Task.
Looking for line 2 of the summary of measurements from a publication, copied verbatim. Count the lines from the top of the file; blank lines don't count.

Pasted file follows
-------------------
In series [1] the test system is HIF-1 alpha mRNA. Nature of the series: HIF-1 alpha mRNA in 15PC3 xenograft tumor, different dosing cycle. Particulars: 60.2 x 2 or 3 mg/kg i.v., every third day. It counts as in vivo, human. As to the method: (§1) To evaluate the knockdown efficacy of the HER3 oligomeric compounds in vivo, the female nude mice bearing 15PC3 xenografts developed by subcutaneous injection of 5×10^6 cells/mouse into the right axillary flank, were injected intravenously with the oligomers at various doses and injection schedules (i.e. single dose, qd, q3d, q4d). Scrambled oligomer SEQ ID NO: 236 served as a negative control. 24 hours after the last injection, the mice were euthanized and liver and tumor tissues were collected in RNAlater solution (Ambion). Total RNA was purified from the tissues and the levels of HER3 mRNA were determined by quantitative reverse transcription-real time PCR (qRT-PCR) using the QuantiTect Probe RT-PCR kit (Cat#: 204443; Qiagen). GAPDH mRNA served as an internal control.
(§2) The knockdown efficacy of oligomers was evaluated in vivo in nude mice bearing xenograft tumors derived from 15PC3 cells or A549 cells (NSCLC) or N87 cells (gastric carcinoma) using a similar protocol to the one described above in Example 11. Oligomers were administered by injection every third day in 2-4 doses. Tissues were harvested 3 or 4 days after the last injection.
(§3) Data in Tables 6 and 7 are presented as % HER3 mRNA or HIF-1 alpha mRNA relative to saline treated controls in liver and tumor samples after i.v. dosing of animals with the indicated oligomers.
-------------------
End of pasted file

(§2) The knockdown efficacy of oligomers was evaluated in vivo in nude mice bearing xenograft tumors derived from 15PC3 cells or A549 cells (NSCLC) or N87 cells (gastric carcinoma) using a similar protocol to the one described above in Example 11. Oligomers were administered by injection every third day in 2-4 doses. Tissues were harvested 3 or 4 days after the last injection.